Former ICBC executive Nick Geer

Former ICBC executive Nick Geer

The couple had been on their way to Loreto Bay, which family members said was their favourite place. “We will continue to pray for your mother’s full recovery,” said one note. “And we will always cherish the many good times we had with your dad.”

Sam and her siblings, Jilly and Noel, issued a statement about their father. They said that he believed “the easiest way to eat an elephant is one bite at a time.”

“This was his philosophy,” they said. “He approached a problem not as a problem but as an opportunity.”

The children said he strove to create a legacy “through his work in the community and love for his country, family and friends.”

His community involvement earned him a Queen’s Golden Jubilee Medal in 2003.

The family will carry special memories, the children said.

“Dad will always be remembered as a kind grandpa, a loving father, a caring partner and a true friend to so many,” they said. “The world won’t be the same without him.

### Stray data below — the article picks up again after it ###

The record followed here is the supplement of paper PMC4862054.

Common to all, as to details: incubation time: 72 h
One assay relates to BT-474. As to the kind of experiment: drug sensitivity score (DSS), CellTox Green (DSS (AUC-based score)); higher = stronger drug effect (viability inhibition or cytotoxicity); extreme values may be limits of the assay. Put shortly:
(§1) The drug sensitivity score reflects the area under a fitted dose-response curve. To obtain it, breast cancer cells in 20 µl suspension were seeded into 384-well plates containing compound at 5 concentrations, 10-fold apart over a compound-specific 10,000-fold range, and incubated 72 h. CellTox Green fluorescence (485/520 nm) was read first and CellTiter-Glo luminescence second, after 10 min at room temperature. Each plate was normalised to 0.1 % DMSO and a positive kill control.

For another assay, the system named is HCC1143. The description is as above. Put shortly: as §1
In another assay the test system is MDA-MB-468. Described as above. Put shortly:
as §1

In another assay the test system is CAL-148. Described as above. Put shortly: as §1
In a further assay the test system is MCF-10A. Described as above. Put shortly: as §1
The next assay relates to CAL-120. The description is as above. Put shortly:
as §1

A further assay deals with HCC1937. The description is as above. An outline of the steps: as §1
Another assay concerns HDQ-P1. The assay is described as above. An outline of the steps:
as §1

“Your memory will always guide us and be our north star, and we love you forever, dad.”

Geer was born in London, England, and made his way to Vancouver in 1967. He worked at a number of accounting firms around Vancouver, then served as vice chairman of the Pattison Group from 1980 to 1999 before working at ICBC from 2001 to 2004.

He was chairman and a co founder of Collingwood School, an independent grade school in West Vancouver, and more recently was chairman of the board for NAV Canada, which owns and runs the country’s civil air navigation system. Liberal backbenchers.

He told them he arrived at the corporation to find “a fleet of vehicles that would choke a horse.”

He said there were more than 900 company vehicles at one point, a number that was pared down to 87. Both pool vehicles and executive cars were affected.

The number of employees also dropped, and 270,000 square feet of corporation space was eliminated. For management, individual performance plans meant “if the company does well and the individual does well, their pay will go up,” Geer said.

When the Probus Club of North Shore Vancouver welcomed Geer as a guest speaker, it noted that he had changed ICBC’s bottom line from a $250 million loss in 2001 to a $389 million profit by 2004.
Former ICBC executive Nick Geer